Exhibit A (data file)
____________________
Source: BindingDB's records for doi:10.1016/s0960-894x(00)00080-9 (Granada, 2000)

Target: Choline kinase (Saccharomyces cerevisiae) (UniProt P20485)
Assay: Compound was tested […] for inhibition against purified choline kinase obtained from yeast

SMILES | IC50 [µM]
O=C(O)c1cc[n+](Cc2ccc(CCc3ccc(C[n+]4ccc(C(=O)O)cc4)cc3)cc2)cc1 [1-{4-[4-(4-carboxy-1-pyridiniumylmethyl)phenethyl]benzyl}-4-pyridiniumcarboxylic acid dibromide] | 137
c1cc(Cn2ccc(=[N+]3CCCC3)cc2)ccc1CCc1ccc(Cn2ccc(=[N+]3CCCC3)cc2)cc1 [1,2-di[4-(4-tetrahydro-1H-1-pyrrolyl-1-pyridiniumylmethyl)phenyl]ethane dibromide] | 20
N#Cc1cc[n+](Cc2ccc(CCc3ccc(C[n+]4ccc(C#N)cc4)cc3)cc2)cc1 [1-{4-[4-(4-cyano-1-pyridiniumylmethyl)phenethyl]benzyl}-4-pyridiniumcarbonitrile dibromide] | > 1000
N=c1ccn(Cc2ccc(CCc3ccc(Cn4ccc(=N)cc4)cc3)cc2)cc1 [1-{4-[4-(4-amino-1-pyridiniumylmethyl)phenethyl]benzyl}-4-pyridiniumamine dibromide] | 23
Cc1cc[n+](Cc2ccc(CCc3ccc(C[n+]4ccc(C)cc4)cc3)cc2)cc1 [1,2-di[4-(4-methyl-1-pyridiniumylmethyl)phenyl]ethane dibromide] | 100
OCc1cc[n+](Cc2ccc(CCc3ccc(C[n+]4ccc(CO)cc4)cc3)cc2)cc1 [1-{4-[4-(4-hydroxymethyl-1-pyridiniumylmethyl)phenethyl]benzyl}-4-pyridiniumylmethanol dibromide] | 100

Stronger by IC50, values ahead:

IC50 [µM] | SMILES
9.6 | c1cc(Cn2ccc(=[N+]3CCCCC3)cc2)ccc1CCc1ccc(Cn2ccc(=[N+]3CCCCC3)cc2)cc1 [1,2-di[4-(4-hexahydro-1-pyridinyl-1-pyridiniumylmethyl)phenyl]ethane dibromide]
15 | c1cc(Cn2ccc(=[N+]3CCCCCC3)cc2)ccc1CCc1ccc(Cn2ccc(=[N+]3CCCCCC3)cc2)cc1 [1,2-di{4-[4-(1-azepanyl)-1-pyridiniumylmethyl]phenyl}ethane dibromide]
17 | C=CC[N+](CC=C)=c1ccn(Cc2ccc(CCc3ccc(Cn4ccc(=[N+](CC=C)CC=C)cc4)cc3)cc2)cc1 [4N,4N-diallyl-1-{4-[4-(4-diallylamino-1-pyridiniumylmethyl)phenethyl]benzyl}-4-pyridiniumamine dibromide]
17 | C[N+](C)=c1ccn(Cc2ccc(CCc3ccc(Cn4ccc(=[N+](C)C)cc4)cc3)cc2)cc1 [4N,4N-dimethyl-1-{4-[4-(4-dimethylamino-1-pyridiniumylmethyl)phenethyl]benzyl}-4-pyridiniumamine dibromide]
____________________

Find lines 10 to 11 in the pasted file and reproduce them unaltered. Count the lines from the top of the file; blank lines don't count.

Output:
OCc1cc[n+](Cc2ccc(CCc3ccc(C[n+]4ccc(CO)cc4)cc3)cc2)cc1 [1-{4-[4-(4-hydroxymethyl-1-pyridiniumylmethyl)phenethyl]benzyl}-4-pyridiniumylmethanol dibromide] | 100

Stronger by IC50, values ahead: